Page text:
Junk Bond Misery Backs Fed Case for Gradual Rate Rise, No Delay

Deep Dive: Junk-Rated Stocks Echo Credit Warning
  • Yellen pause unlikely as Fed aims for low and slow tightening
  • High yield distress not seen as a re-run of subprime crisis

Junk bonds won’t stop Janet Yellen from raising interest rates this week, but they may provide an added incentive for the Federal Reserve chair to communicate clearly that future tightening will come gradually and will signal confidence in the economy.

The policy-setting Federal Open Market Committee concludes a two-day meeting in Washington on Wednesday and is widely expected to announce that the economy can handle the first rate increase since 2006, despite steep losses on high yield bonds that began last week.

Mutual fund Third Avenue Management rattled credit markets after telling investors in a Dec. 9 letter that its Focused Credit Fund was halting redemptions and would liquidate remaining assets. The SPDR Barclays High Yield Bond ETF, a proxy for the market, closed at its lowest level since 2009 on Friday.

The Fed has been criticized for missing the signs of impending disaster as the subprime mortgage crisis mounted in 2006 and 2007. Memories of that episode will probably have policy makers paying careful attention to trouble in the market for debt rated below investment grade. Ironically, the tumult could make them more likely to stick with their current course -- and to clarify it even further.

Clearly Communicate

"If anything, I think recent events will make them more likely to clearly communicate the gradual nature of the hiking cycle so as to make sure investors know that rapid rate rises are not a concern," Omair Sharif, rate sales strategist at SG Americas Securities LLC in New York, said in an e-mail. "It might help to calm things down a bit if people have some certainty that the Fed is going to be low and slow."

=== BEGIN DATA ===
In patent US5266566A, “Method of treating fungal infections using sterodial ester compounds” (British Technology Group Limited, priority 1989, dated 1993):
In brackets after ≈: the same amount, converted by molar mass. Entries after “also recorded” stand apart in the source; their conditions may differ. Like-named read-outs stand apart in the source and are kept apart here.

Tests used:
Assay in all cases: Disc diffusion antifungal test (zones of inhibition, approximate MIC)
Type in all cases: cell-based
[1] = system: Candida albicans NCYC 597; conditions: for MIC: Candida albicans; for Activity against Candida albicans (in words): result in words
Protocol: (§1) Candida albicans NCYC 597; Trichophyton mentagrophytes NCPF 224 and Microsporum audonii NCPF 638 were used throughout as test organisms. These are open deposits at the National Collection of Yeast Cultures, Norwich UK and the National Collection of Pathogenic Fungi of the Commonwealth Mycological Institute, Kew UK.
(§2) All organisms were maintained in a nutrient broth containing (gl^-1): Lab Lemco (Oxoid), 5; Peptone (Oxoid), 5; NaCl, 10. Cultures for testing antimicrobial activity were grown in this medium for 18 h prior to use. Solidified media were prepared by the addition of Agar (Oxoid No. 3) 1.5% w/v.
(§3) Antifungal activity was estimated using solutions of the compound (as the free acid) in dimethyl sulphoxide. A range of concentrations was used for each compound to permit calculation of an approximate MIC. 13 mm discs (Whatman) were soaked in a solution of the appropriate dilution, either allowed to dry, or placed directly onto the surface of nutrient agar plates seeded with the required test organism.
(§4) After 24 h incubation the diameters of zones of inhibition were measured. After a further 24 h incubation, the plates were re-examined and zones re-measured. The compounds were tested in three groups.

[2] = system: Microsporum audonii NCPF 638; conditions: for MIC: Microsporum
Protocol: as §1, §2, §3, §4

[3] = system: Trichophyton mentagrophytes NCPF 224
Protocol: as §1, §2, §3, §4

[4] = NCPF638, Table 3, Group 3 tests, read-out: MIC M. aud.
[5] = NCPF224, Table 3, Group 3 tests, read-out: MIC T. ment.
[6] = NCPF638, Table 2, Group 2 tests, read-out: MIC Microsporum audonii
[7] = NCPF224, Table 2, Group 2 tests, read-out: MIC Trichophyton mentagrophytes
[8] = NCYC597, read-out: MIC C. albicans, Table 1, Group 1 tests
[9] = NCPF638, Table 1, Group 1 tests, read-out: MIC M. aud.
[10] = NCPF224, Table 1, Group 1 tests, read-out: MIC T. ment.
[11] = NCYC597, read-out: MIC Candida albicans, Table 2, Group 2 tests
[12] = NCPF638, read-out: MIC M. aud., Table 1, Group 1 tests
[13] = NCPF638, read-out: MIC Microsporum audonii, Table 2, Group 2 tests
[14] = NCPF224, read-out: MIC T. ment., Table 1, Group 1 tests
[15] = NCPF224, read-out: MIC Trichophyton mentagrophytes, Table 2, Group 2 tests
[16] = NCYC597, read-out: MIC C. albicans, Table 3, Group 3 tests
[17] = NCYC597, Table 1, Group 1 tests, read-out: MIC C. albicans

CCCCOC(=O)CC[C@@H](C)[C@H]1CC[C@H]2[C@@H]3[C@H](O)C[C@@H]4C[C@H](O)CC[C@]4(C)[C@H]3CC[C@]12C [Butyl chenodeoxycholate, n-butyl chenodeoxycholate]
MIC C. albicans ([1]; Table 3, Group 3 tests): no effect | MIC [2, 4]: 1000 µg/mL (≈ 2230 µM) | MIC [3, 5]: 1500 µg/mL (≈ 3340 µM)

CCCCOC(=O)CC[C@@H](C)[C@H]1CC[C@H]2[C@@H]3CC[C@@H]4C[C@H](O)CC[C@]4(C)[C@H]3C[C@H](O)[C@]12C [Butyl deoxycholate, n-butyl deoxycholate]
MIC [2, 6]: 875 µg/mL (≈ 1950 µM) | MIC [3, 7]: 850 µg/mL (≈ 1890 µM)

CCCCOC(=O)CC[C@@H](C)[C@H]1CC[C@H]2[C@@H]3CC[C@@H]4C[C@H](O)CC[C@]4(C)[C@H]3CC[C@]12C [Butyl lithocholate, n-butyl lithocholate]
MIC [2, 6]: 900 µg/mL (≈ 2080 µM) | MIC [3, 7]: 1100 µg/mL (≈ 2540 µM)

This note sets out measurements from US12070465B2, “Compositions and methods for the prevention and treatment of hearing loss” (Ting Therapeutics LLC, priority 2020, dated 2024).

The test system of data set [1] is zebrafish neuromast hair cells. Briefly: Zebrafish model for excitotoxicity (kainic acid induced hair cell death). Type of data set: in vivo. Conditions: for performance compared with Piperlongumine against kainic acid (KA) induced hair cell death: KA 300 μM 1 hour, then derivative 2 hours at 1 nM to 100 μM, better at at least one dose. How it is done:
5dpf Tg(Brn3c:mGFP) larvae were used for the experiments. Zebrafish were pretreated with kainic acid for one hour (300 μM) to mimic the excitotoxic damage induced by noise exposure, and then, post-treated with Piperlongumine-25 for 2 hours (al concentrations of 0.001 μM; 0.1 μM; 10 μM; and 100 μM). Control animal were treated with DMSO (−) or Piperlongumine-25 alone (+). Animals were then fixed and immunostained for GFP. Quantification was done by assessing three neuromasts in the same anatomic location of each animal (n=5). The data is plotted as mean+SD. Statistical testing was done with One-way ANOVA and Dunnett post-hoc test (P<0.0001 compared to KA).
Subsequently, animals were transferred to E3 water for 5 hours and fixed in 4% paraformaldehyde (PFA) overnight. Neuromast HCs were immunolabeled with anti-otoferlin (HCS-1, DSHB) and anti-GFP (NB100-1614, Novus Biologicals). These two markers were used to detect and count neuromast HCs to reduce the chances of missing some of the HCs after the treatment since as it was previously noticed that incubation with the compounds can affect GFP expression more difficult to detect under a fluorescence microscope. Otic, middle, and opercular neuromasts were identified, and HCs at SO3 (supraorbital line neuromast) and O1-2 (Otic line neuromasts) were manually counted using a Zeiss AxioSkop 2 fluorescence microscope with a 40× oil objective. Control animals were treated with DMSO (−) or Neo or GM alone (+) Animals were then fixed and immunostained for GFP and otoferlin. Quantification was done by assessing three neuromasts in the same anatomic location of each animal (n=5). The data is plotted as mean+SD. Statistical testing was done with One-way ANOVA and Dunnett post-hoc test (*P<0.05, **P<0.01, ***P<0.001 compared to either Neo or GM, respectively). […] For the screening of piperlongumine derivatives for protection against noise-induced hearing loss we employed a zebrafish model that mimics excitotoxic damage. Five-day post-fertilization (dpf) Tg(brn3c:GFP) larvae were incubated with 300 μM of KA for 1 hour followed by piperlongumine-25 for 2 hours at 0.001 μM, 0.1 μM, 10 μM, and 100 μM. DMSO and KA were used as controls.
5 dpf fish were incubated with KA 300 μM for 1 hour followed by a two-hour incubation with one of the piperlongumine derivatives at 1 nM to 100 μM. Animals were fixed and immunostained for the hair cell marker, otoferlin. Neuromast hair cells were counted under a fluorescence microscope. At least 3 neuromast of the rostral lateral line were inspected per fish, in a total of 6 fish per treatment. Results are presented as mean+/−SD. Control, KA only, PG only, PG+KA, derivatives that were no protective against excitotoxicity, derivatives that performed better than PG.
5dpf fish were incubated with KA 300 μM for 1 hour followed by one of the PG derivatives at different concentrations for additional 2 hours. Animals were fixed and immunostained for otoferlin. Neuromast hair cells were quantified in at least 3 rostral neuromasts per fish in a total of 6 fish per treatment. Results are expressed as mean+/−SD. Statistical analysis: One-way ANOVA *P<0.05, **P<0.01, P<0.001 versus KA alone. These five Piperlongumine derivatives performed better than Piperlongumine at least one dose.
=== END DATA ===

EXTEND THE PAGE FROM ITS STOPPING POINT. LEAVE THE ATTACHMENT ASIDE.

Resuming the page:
Investors see a 78 percent probability of a rate rise Wednesday, based on federal funds futures pricing. A move is overwhelmingly expected by economists polled by Bloomberg News. In September, a smaller majority of economists expected the Fed would raise rates. Policy makers held back as China’s August decision to devalue the yuan upset global stock markets.

Fed officials have been more explicit in signaling a rate increase this month, following a spate of solid readings on the labor market, while emphasizing the pace of hikes thereafter will be "gradual."

"They do care about financial conditions -- we saw that in September -- but I think it would take a huge shift toward tightening in financial conditions now to really change the calculus significantly,” said Stephen Stanley, a former Fed researcher and chief economist at Amherst Pierpont Securities LLC.

Financial conditions in the U.S. have tightened since the Third Avenue announcement last week, yet remain considerably looser than their level in August after the surprise yuan action, based on Bloomberg’s U.S. financial conditions index.

To Richard Fisher, former president of the Dallas Fed, the current tumult is a predictable result of having interest rates near zero for so long. He urged the Fed to keep its focus on the economy rather than on what he judged to be a correction in valuations tied to the expected change in rates and the fall in commodity prices.

“To not act now would create enormous uncertainty," said Fisher, who was a vocal advocate of tightening policy toward the end of his 10-year tenure that ended in March.

Tim Hopper, chief economist at asset manager TIAA-CREF, said problems plaguing high yield are relatively isolated and aren’t interfering with the extension of credit in the wider economy.

Not Subprime

Unlike securitized mortgages that came crashing down in the last crisis, Hopper said junk bonds aren’t spread as widely in investor portfolios. “There’s nothing really hidden,” he said. “Those who invest in it either know it, or if they don’t they’ve still bought it directly."

Still, expect Yellen in her press conference on Wednesday to say the Fed is closely monitoring developments.

"They are looking at it as a potential canary in a coal mine, but they will still be watching and seeing how the story unfolds,” said Gennadiy Goldberg, U.S. strategist at TD Securities in New York.

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